Minestrone soup

Minestrone soup

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I’m a big fan of soup. It’s one of my favorite things to eat, especially when it’s hot out and there are no other options but to stay inside and watch TV (in my case, Netflix). But not all soups are created equal—some are too watery, some have too much liquid or not enough vegetables or herbs. So here’s the secret: The key to making any type of soup delicious is balance! If you get your ingredients right (and use the right kind), then you’ll end up with something that tastes like nothing else on earth—like a bowlful of sunshine in your belly!

Minestrone soup

  • 4 tbsp olive oil (extra virgin)
  • 1 onion
  • 2 stalks celery
  • 2 carrots
  • 4 garlic cloves
  • 1 zucchini
  • 1 cup green beans
  • 1/4 head cabbage
  • 1 bay leaf
  • 1 sprig fresh thyme
  • 1 can sprig fresh tomatoes
  • 1 bunch kale or Swiss chard
  • 2 tbsp tomato paste
  • 8 ounces small pasta
  • Grated Parmesan cheese for garnish (optional)

salt and pepper


Minestrone soup is a warm, comforting meal that can be made with a variety of vegetables. The following recipe includes beans, pasta, potatoes and more!

  • 1 tablespoon olive oil
  • 2 cups chopped onion (about 1 large onion)
  • 2 carrots, diced (about 1 cup)
  • 4 cloves garlic minced or crushed in food processor
  • 2 cans cannellini beans drained and rinsed well (or substitute other white bean like Great Northern or navy)
  • 3 cups vegetable broth or water plus an additional cup if you want your soup thicker than it would be with just plain water. You can also add some clam juice if you have some lying around from last night’s clam chowder!

4 tablespoons extra-virgin olive oil

Olive oil is a healthy fat. It’s high in monounsaturated fats, which have been shown to reduce the risk of heart disease and certain cancers. Olive oil also has a number of other health benefits: it contains vitamin E, antioxidants (including flavonoids), omega-3 fatty acids and carotenoids (which may help prevent age-related macular degeneration).

Olive oil is an excellent source of monounsaturated fatty acids (MUFAs), which can help reduce cholesterol levels as well as reduce inflammation throughout your body. MUFAs are found in many varieties of nuts like almonds, walnuts and pistachios—but they’re also present in olives!

1 medium yellow onion, finely chopped

You can use a red onion, but I prefer the sweetness of yellow onions.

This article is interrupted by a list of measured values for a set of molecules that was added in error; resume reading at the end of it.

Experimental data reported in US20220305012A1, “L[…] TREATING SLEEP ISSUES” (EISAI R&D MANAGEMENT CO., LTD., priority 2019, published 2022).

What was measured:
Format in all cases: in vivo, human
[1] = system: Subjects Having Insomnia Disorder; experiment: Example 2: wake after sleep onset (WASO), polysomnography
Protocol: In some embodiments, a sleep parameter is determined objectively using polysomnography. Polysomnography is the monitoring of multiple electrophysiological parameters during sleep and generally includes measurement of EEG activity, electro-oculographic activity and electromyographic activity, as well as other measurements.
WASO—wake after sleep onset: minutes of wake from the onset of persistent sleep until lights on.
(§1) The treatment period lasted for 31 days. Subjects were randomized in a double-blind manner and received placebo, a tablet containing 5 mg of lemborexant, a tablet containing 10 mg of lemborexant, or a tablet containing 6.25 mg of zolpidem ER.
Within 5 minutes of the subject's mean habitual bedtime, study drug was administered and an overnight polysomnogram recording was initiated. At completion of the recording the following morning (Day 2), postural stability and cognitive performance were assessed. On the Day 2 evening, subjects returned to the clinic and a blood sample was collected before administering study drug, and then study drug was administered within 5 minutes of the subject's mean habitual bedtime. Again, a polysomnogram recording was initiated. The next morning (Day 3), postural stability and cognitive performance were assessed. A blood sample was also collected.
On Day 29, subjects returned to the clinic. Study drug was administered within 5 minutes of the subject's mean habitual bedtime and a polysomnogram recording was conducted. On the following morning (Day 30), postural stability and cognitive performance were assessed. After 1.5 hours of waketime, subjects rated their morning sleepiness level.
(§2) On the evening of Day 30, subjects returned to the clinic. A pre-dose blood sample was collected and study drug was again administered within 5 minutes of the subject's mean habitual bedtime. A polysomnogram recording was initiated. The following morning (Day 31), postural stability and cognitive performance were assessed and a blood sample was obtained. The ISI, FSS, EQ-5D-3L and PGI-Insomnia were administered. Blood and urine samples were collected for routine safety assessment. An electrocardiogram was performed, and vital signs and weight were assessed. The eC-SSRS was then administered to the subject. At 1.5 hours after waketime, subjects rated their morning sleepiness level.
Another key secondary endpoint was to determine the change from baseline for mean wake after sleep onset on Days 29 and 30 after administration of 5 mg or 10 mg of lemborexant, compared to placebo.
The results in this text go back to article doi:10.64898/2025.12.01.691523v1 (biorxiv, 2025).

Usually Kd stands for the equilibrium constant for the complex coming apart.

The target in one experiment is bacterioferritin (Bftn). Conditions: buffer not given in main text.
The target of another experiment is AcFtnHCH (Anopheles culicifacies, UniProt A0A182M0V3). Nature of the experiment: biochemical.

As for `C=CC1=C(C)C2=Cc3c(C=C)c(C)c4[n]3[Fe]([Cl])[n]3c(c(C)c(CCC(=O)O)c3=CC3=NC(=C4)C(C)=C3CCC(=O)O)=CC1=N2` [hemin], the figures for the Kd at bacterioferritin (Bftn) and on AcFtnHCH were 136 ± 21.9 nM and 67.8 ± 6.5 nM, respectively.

Make sure that the onion is finely chopped. If you have a food processor, this will be easy to do. If not, use a knife and chop your onions as finely as possible with kitchen shears or cleaver (or whatever else comes to mind).

2 stalks celery, finely chopped

To chop celery, use a knife to cut the celery into small pieces.

  • How do I prepare celery?
  • What do I do with chopped celery?

2 carrots, peeled and finely chopped

2 carrots, peeled and finely chopped

1 large sweet potato (about 1 lb), peeled and cut into 1-inch pieces

1 tablespoon olive oil or vegetable broth

2 cups water or chicken broth

2 teaspoons dried rosemary, crushed with your fingers (or substitute another herb for a different flavor)

Salt and pepper

Salt and pepper are the most basic seasonings, but they can be used to enhance flavor, add heat, or just make things taste better.

Salt is used to enhance flavors by drawing out water from foods and making them more flavorful. It also adds a salty element that many people enjoy when eating vegetables or meats (and even some other dishes). Pepper adds heat by stimulating nerve receptors in your mouth that send signals to your brain about how hot something is; this creates feelings of warmth or spice on your tongue. You can add salt at any stage of cooking—it’s easiest if you do it while cooking—but adding pepper late in the game will create an intense kick without ruining the soup!

4 cloves garlic, minced

If you’re using fresh garlic, mince it with a knife. If you prefer to use a garlic press, that’s fine, too!

You can also add more or less depending on personal taste and what kind of soup you’re making.